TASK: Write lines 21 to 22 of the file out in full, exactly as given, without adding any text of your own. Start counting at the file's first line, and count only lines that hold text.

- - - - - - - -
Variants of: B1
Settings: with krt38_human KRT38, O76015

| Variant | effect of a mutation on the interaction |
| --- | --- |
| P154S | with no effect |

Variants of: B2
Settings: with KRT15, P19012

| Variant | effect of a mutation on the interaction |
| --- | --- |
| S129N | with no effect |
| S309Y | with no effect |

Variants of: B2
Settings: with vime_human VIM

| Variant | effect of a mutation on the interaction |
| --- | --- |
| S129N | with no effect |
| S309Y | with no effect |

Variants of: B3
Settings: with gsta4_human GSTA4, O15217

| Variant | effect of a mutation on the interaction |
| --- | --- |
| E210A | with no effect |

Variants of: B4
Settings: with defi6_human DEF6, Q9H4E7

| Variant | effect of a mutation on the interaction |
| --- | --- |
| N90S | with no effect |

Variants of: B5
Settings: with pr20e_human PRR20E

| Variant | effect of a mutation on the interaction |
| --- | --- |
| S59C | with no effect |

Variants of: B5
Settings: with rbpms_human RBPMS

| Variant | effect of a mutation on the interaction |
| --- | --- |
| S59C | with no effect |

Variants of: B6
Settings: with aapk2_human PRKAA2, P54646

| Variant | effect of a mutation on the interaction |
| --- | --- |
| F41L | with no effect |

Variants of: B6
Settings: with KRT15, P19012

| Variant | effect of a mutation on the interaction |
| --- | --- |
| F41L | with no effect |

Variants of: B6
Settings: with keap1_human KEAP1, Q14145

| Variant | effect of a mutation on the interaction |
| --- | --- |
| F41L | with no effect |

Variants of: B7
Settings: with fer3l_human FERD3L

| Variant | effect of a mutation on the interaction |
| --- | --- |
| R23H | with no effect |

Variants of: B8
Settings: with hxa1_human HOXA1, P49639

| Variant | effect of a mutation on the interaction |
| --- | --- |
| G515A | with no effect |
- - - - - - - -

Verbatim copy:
| --- | --- |
| E210A | with no effect |